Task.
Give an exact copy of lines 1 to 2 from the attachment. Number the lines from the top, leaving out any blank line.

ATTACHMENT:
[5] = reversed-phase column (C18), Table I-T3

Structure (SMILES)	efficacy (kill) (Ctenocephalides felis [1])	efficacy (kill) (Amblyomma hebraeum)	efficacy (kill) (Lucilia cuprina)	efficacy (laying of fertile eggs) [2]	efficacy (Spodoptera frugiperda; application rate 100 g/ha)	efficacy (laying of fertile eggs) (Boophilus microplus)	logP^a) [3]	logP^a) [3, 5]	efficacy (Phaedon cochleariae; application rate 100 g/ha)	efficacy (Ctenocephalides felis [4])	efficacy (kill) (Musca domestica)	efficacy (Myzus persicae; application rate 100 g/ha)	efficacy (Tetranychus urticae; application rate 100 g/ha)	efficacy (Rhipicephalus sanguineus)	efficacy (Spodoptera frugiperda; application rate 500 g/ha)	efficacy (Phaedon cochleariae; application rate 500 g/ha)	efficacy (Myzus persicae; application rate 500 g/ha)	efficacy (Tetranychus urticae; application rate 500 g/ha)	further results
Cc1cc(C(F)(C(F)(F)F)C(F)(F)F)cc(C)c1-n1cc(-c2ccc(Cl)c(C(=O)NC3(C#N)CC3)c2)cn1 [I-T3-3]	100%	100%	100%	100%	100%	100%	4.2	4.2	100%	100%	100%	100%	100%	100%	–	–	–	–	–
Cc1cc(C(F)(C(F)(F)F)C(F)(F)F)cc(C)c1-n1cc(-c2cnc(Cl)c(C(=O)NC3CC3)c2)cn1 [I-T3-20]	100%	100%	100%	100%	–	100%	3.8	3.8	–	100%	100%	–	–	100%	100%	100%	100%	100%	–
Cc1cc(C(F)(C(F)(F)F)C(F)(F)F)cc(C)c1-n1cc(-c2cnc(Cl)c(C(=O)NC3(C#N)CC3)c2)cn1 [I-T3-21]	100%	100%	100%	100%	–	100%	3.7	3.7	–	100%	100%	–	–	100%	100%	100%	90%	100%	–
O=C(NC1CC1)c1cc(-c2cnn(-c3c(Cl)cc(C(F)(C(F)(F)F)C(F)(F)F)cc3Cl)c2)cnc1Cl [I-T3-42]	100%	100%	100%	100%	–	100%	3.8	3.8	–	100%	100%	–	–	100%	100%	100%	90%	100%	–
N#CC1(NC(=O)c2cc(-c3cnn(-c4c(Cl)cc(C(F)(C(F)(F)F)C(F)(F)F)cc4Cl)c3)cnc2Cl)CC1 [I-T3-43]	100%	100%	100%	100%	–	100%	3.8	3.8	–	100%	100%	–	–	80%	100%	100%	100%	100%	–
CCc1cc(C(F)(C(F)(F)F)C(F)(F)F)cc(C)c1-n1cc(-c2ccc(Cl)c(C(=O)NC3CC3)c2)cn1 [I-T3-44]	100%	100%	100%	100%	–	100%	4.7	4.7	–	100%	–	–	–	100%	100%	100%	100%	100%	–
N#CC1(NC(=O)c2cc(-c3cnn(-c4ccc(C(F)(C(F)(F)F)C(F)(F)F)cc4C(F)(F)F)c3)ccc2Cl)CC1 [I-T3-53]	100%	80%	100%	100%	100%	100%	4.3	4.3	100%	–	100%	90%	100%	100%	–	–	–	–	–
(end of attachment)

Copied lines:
[5] = reversed-phase column (C18), Table I-T3

Structure (SMILES)	efficacy (kill) (Ctenocephalides felis [1])	efficacy (kill) (Amblyomma hebraeum)	efficacy (kill) (Lucilia cuprina)	efficacy (laying of fertile eggs) [2]	efficacy (Spodoptera frugiperda; application rate 100 g/ha)	efficacy (laying of fertile eggs) (Boophilus microplus)	logP^a) [3]	logP^a) [3, 5]	efficacy (Phaedon cochleariae; application rate 100 g/ha)	efficacy (Ctenocephalides felis [4])	efficacy (kill) (Musca domestica)	efficacy (Myzus persicae; application rate 100 g/ha)	efficacy (Tetranychus urticae; application rate 100 g/ha)	efficacy (Rhipicephalus sanguineus)	efficacy (Spodoptera frugiperda; application rate 500 g/ha)	efficacy (Phaedon cochleariae; application rate 500 g/ha)	efficacy (Myzus persicae; application rate 500 g/ha)	efficacy (Tetranychus urticae; application rate 500 g/ha)	further results